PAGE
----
When and where was she born?
2 April 1647 in Frankfurt which was then part of the Holy Roman Empire. She died in 1717 in Amsterdam of complications from a stroke.
- When she was 45 her husband divorced her. She made a living selling her paintings of flowers and insects;
- The city of Amsterdam where she was living gave her permission to travel to Suriname in South America in 1699, to spend 5 years illustrating new species of insects;
- Maria was honoured by being pictured on a 500 Deutsche Mark note;
- Naturalist George Shaw named a tree-frog after her;
- Many naturalist illustrators have been influenced by her work. David Attenborough considers her one of the most significant contributors to entomology.
What’s important about her scientific work?
A naturalist and nature artist known for her beautiful illustrations of insects and plants, Maria was one of the first European naturalists to observe insects. As a leading entomologist of her time, she discovered many new facts about insect life.
What do we know about her childhood?
Maria’s father was a famous illustrator, (art was clearly in her genes), but unfortunately died when she was three leaving her to be raised by her mother and stepfather, who was also a painter. Maria’s step-father taught her art at the family’s Frankfurt home where she collected insects and other specimens; in particular plants and caterpillars mostly. When she was 13 she started her own caterpillar collection so she could study the insects’ life cycle and metamorphosis into butterflies.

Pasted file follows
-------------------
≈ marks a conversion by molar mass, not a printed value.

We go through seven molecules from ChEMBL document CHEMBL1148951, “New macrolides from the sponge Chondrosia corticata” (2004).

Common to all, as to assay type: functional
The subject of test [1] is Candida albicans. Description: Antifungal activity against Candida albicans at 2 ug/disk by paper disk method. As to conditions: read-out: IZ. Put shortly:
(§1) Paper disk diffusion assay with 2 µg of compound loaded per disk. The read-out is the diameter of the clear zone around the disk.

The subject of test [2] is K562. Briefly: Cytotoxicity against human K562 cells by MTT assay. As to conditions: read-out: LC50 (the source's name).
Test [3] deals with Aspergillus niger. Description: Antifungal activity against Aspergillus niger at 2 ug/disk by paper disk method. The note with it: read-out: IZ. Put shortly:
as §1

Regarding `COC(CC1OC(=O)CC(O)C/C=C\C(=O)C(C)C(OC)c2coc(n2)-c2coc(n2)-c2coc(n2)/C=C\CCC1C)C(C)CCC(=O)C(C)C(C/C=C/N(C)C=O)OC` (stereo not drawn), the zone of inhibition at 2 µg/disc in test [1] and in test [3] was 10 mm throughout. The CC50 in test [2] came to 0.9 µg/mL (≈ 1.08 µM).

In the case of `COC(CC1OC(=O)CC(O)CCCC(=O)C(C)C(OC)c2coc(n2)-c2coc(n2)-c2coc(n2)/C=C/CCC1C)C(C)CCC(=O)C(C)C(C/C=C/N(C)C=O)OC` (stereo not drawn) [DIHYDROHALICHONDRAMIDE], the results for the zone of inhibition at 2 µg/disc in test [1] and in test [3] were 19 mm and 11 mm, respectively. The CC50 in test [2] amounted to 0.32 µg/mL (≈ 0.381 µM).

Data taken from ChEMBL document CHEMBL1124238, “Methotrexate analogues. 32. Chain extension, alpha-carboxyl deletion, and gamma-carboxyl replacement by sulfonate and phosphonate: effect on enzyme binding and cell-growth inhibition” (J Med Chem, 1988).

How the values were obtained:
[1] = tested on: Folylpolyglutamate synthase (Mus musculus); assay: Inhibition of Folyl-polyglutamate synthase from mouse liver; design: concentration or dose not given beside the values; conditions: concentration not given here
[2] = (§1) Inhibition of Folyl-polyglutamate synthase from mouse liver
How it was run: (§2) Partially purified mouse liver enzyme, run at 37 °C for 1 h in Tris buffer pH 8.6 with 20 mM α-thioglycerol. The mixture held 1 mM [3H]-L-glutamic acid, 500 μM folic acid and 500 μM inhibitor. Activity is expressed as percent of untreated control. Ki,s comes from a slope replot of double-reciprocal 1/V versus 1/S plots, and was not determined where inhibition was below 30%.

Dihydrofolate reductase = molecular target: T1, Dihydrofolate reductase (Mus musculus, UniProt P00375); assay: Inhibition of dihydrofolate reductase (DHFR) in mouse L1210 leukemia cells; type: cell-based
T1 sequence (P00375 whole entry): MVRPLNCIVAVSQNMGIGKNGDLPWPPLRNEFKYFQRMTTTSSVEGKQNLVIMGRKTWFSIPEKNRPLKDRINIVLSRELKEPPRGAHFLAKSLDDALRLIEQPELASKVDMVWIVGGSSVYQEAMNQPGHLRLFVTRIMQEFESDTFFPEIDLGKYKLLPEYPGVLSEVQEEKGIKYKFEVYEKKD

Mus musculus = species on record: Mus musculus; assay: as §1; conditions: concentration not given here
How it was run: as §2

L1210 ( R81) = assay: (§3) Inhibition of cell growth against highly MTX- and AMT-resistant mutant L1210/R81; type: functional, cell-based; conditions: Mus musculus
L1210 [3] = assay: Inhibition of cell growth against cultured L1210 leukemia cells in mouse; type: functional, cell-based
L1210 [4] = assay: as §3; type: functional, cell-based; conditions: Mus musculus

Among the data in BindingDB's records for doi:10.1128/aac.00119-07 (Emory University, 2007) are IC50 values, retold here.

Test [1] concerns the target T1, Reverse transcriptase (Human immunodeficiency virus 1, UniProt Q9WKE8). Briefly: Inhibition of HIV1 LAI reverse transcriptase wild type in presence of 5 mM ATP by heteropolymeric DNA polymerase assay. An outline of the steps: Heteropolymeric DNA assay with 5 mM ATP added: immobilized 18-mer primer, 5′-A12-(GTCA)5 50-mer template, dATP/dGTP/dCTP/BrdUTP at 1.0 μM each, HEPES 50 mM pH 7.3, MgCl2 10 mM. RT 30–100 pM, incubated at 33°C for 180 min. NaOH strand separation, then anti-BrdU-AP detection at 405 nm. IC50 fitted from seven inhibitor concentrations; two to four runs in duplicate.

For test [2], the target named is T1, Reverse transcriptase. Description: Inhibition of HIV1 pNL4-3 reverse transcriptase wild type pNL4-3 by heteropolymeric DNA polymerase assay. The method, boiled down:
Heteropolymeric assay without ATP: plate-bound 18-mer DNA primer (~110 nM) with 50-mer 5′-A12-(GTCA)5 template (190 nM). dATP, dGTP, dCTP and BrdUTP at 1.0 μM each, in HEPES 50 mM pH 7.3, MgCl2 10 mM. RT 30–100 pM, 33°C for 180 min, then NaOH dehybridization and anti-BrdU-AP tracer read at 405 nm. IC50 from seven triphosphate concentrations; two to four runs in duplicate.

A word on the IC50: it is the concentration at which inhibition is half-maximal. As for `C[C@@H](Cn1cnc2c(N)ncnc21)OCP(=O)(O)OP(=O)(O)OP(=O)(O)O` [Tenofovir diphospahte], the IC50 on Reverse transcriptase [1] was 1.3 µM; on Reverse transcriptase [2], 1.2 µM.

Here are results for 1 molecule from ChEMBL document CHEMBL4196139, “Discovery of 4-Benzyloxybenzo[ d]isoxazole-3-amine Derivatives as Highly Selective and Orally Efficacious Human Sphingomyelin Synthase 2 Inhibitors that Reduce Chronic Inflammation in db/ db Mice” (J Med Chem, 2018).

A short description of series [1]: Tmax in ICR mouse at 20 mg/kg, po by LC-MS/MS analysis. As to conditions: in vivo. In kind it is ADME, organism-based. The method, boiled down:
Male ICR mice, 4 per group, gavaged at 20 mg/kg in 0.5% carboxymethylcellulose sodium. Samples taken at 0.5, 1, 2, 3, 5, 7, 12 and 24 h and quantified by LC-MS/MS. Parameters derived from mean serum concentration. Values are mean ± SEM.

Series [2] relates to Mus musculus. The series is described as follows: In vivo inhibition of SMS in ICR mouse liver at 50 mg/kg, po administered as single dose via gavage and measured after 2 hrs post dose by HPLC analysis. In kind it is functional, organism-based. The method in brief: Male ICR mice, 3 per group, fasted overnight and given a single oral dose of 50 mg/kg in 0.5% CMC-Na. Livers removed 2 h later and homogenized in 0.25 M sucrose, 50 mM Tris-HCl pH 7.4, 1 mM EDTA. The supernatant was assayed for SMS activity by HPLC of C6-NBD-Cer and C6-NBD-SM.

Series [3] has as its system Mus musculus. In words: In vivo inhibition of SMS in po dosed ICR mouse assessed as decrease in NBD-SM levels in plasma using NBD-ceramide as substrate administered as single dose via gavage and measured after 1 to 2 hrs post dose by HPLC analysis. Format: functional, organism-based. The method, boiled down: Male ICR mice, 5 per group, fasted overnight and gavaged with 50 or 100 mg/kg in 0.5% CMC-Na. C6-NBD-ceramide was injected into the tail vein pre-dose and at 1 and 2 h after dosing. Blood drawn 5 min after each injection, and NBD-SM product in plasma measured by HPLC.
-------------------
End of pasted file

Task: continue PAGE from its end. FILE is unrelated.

What struggles did she face?
- During her trip to Suriname, South America, she fell ill, and had to return which meant she didn’t have the chance to study everything in the amount of depth she wished to.
- In 1715 she had a stroke, and was partially paralysed. Despite this she continued to work.
What did she achieve?
- She was an incredible artist and between 1675 and 1680 she published a three volume Book of Flowers of watercolour engravings of popular flowers;
- Maria published her first study in 1679 called The wonderful transformation of caterpillars. It was considered the first complete description of the life cycle of some insects, and also their ecological relationships – it was the first time that animals, plants and insects were shown together;
- In 1705 she published The Metamorphosis of the Insects of Suriname which included 60 engravings illustrating and describing the different stages of development that she had observed in Suriname’s insects. It was the first such book about Suriname.